Iowa City restaurants to be investigated for wage theft


Ed Bornstein/The Daily Iowan A growing Iowa City skyline stands against a muggy afternoon sky on Monday, July 17, 2006. A story released Monday in Money Magazine ranked the city No. 74 on its “Best Places to Live” list out of an original pool of nearly 750.

At least a dozen restaurants and hotels in Iowa City are slated to go under investigation for wage theft violations in the near future.

Despite Johnson County’s recent minimum wage hike, the U.S. Department of Labor is still going to study the city’s compliance with the Fair Labor Standards Act. Iowa City is one of several Midwestern college towns under scrutiny for improper employee compensation dealing with overtime and minimum wage.

Madeline Cano, a community organizer with the Iowa Citizens for Community Action Fund, believes investigators are almost certain to find violations.

“They’ll uncover something in Iowa City for sure, I could almost guarantee you that,” Cano said. “It happens constantly.”

“Wage hour violations are pervasive throughout the whole state, it’s pretty bad, and the support that is available for people is slim to none,” she said.

Scott Allen, the director of public affairs for the Department of Labor, said the problem is widespread nationally.

Allen said that in 2015, the Wage and Hour division nationally conducted 28,000 investigations and found $246 million in back wages for more than 240,000 workers.

“It’s a significant issue,” he said.

A similar investigation was recently conducted in Ames, where numerous wage theft violations were found. The DOL found that seven out of the 13 businesses studied were guilty of breaking FLSA laws and collectively owed employees over $100,000 in back wages. Investigations of other Midwestern college towns reveal that wage theft is not unique to Ames.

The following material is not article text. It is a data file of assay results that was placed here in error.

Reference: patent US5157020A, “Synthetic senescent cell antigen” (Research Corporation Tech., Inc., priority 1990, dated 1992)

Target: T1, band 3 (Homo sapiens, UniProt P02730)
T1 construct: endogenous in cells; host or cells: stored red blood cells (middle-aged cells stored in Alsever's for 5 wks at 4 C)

“We did an initiative that involved the Ohio, Indiana, and Michigan hospitality industries as well,” Allen said. “We actually did find similar violations.”

Randy Luth, the acting district director of the DOL Wage and Hour office in Des Moines, said employees in the large hospitality industries of college towns are particularly vulnerable to wage theft.

“They may have a language barrier, or they simply may just be new to the workforce and they don’t understand what laws are out there to protect them,” he said. “So that’s why we’ve decided to conduct an initiative like this, specifically in Iowa City.”

Luth said the Wage and Hour Division is still deciding which establishments to look into.

“We’re going to do a handful of investigations, we’re not going to look at every place, but we’re going to target a variety of different restaurants and hotels,” he said. “We hope to influence the rates of compliance through not only our enforcement effort, but also through the education aspect and outreach.”

According to Luth, every study is different, but usually investigators begin by conducting “initial meetings,” where they tour the establishment to determine whether the employer is covered under the FLSA, interview employees, and examine a two year sample of their payroll records.

“That’s when the Wage and Hour investigator goes to the establishment, introduces themselves, and they basically ask a heck of a lot of questions,” he explained. “They’re trying to figure out what exactly that business does, and how they pay their employees.”

Common violations include an employer deducting uniform costs from employee salaries, incorrectly applying a tip pool or confiscating tips, overtime work without compensation, or misclassification of employees and not compensating for duties performed. Luth said another major violation was employers incorrectly rounding time clock hours.

“If timecards indicate that the employer is always rounding to their benefit, that would certainly present a red flag to the investigator,” he said.

If violations are found, employers are charged with owing back wages to their employees.

“If the employer would have been in compliance with the FLSA, this is what you should have paid during the investigative period,” Luth said. “You did not pay that, so these are the wages that you owe the employee during that period of time.”

Luth used to investigate Iowa City on a regular basis and said many employers take their obligation to comply with labor laws seriously.

“We’ve also found others that have not, and what we really want to do is make sure there is a level playing field for all employers,” he said.

It still isn’t official as to when local establishments can expect to be investigated.

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